written by:
photos by:
February 10, 2009
Originally published in Growing Up Green

Pieter Weijnen’s brand of maritime modernism brings a touch of magic to Amsterdam’s Steigereiland, where the architect built his family’s home. Inhabiting one of the development’s narrow plots, the house harkens back to the area’s nautical roots with a suspended shiplike story, visible from the street.

The suspended living room's scaly belly doesn't detract from the unfussy kitchen and dining area. A recycled Berlage-era table base (with a new tabletop), a deep blue lamp, and Arper chairs add to the maritime feel of the house.
The suspended living room's scaly belly doesn't detract from the unfussy kitchen and dining area. A recycled Berlage-era table base (with a new tabletop), a deep blue lamp, and Arper chairs add to the maritime feel of the house.
Photo by 
1 / 10
Ceramic floors with radiant heating and cozy wall sconces top off the distinctive appearance, smell, and sound.
Ceramic floors with radiant heating and cozy wall sconces top off the distinctive appearance, smell, and sound.
Photo by 
2 / 10
The hanging living room gains greater privacy via a gauzy curtain wall.
The hanging living room gains greater privacy via a gauzy curtain wall.
Photo by 
3 / 10
The concrete bases of the mooring posts are decorated with seashells.
The concrete bases of the mooring posts are decorated with seashells.
Photo by 
4 / 10
Weijnen's office adjoins the living room, an open area furnished with a 1950s television cabinet (housing a new TV), a battered armchair found on the street, a Fellice Rosso leather sofa, and a Koot Licht floor lamp.
Weijnen's office adjoins the living room, an open area furnished with a 1950s television cabinet (housing a new TV), a battered armchair found on the street, a Fellice Rosso leather sofa, and a Koot Licht floor lamp.
Photo by 
5 / 10
In the master bedroom, a large window looks out onto the surrounding rooftops.
In the master bedroom, a large window looks out onto the surrounding rooftops.
Photo by 
6 / 10
Finn's street-facing room at the front of the house is enlivened by varying window sizes.
Finn's street-facing room at the front of the house is enlivened by varying window sizes.
Photo by 
7 / 10
The master bathroom is softly lit by a skylight. The bath, by Laufen, is sunk into the floor to maintain a feeling of space.
The master bathroom is softly lit by a skylight. The bath, by Laufen, is sunk into the floor to maintain a feeling of space.
Photo by 
8 / 10
The terrace is paved with Chinese hardstone tiles and recycled-wood planks. The garden furniture and planters are also made from recycled wood.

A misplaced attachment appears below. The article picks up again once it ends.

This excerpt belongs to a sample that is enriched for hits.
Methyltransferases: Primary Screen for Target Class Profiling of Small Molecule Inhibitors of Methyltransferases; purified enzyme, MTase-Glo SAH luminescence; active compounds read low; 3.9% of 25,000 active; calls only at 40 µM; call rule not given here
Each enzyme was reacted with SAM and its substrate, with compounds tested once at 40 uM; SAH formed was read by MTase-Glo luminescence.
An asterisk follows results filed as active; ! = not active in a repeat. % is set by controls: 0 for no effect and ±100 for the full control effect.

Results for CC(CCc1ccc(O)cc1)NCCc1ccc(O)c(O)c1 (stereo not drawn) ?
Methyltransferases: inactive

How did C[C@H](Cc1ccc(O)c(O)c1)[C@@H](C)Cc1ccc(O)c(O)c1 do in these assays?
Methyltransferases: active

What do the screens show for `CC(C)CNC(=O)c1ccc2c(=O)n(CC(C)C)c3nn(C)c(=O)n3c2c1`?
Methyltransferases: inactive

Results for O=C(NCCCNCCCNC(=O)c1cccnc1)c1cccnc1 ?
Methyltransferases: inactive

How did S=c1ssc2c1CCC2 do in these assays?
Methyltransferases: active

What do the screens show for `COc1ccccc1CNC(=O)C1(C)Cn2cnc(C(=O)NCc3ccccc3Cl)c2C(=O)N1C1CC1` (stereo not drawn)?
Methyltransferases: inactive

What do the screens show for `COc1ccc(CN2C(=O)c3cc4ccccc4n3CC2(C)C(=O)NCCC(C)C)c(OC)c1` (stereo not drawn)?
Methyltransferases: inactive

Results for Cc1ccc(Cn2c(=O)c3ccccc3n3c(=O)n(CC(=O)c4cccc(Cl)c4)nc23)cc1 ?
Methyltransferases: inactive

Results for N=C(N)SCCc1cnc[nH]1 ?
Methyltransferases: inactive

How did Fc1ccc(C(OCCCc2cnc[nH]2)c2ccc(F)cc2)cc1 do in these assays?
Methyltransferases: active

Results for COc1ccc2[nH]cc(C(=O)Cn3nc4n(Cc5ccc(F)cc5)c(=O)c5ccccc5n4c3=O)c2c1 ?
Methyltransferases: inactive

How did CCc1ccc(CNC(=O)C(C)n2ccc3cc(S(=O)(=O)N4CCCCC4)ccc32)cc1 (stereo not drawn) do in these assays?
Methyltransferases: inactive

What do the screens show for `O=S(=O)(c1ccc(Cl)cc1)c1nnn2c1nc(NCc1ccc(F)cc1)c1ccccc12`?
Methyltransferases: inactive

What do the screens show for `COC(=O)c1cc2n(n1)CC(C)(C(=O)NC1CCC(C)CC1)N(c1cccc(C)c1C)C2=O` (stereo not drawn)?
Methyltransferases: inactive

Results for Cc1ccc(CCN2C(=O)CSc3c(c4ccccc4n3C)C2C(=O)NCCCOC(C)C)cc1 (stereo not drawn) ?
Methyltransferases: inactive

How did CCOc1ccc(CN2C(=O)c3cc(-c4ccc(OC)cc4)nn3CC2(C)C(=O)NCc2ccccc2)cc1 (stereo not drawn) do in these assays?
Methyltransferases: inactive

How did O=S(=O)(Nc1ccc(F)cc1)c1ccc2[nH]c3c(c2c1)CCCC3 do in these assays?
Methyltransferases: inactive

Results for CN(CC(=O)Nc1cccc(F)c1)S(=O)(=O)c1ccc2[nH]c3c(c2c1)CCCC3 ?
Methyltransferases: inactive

The terrace is paved with Chinese hardstone tiles and recycled-wood planks. The garden furniture and planters are also made from recycled wood.
Photo by 
9 / 10
The "floating" staircase is actually supported by steel rods hidden within each step.
The "floating" staircase is actually supported by steel rods hidden within each step.
Photo by 
10 / 10
The suspended living room's scaly belly doesn't detract from the unfussy kitchen and dining area. A recycled Berlage-era table base (with a new tabletop), a deep blue lamp, and Arper chairs add to the maritime feel of the house.
The suspended living room's scaly belly doesn't detract from the unfussy kitchen and dining area. A recycled Berlage-era table base (with a new tabletop), a deep blue lamp, and Arper chairs add to the maritime feel of the house.
Project 
The Blue House
Architect 

Architect Pieter Weijnen’s tall, skinny blue house stands on Steigereiland, one of seven artificial islands dredged from Amsterdam’s IJ Lake in IJburg, the city’s most recent urban expansion plan. The house is not much older than the ground it’s built upon and is surrounded by deep-blue waters and a dizzying range of forms, finishes, and hues—just minutes away from the historic city center.

Weijnen secured one of IJburg’s coveted “private plots” (parcels of land with fewer imposed aesthetic regulations) and built an appropriately whimsical structure for his family. “When I meet someone new to the area,” he says, “they say, ‘Oh, you live in that blue house with the fairytale boat in it.’ It’s become a local landmark.”

Ceramic floors with radiant heating and cozy wall sconces top off the distinctive appearance, smell, and sound.
Ceramic floors with radiant heating and cozy wall sconces top off the distinctive appearance, smell, and sound.

The “fairytale boat,” so visible from the outside, is also the first thing you see upon entering the house. Suspended above the ground floor, the enigmatic, scaly, blue-green mass hovers, just as likely the belly of a sea dragon as the hull of some fantasy ship. From below, the color and texture of the copper plates, with their beautiful verdigris, form a sculptural centerpiece for the house, articulating and enhancing the vertical thrust of the space rather than interrupting it.